Parent, Teacher, Activist
When I saw The Hunger Games on its opening weekend, I was really struck by something:
Although the sexualization of girls and women is rampant in the media, Katniss Everdeen is not sexualized. Not at all.
Take a look at these images from the film:The fact that Katniss is presented as heroic and strong without being made sexy is a big deal. Previous mainstream girl heroes have been defined by their sexiness. Consider the heroes of girl power, on shows like Buffy the Vampire Slayer and Charmed. With dedicated fans of both sexes, their producers seemed intent on making the girls’ strength less threatening by presenting them as sexy and sexually available. Here are a few images from such shows, featuring heroines who–unlike Katniss–are impeccably coiffed and revealingly dressed:
In my analysis, the concept of “girl power” seemed to hinge upon the idea that girls could be strong AND pretty at the same time. It broke the binary that suggested “strong female” is an oxymoron, almost normalizing the idea that being girly doesn’t equal being weak.
Girl power media targeting audiences of teens and adults presented strong-and-pretty as strong-and-sexy, with “sexy” narrowly defined (as illustrated by the above images). This link was so constant that it seemed you couldn’t have strength without sexiness, and that sexiness came to seem a natural part of being a strong female character on screen.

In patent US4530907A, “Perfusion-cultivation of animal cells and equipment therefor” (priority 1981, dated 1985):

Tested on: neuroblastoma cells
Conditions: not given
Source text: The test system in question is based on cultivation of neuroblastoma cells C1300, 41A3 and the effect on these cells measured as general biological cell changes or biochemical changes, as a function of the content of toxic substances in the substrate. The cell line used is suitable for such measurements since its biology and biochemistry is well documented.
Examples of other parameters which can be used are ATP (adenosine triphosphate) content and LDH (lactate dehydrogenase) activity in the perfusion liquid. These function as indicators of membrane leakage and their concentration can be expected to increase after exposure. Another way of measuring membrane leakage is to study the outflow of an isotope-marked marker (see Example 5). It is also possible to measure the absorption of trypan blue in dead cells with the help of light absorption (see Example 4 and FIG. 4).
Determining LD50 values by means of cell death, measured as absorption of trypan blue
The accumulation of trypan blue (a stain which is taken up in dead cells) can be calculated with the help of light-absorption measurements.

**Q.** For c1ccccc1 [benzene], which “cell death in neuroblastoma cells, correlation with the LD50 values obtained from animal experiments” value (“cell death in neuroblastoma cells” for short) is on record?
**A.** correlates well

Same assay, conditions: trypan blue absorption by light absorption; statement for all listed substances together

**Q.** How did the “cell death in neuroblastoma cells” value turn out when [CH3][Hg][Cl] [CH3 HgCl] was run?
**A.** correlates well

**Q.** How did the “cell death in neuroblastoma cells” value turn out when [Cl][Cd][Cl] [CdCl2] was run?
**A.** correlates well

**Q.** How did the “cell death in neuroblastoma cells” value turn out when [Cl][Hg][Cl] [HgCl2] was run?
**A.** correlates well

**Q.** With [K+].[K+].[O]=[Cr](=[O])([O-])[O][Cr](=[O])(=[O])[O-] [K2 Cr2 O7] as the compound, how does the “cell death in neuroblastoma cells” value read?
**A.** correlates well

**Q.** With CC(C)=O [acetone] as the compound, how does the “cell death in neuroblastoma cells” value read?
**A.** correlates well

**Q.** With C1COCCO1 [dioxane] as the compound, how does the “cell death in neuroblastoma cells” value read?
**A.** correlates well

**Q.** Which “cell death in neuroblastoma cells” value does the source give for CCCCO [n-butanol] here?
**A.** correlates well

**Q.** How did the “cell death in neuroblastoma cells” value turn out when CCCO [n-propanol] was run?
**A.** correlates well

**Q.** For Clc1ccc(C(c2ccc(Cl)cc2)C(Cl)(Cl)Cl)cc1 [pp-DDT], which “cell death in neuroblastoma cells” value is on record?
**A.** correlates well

When Katniss appears in The Hunger Games in fancier, more feminine, more revealing attire, she looks uncomfortable. The performance of normative femininity is completely unnatural to her. It is an act, something she is forced to do–not a choice, and certainly not something she finds empowering:
This is probably why Hunger Games critics and fans have complained that Jennifer Lawrence is too “fat” for the role of Katniss. Because, seriously, by no stretch of the imagination is the woman shown above fat. She’s not as thin as Sarah Michelle Gellar or Alyssa Milano, but she’s nowhere close to being overweight.
No, they’re just not used to female lead characters who aren’t dished up to titillate a male gaze. If she’s not scantily clad in a super-sexy way, then she’s not attractive, which means she’s fat. Sigh.
In short, Katniss Everdeen is arguably the first post-girl power hero to grace the screen. Her presentation as a strong character who is not defined by her sex, and who is not sexualized, is a nice contrast to the message that “girls can be strong AND pretty/sexy,” in which pretty/sexy is ultimately obligatory.
Katniss Everdeen is a girl, and she is strong. But not in a girl power way.
And that’s a good thing.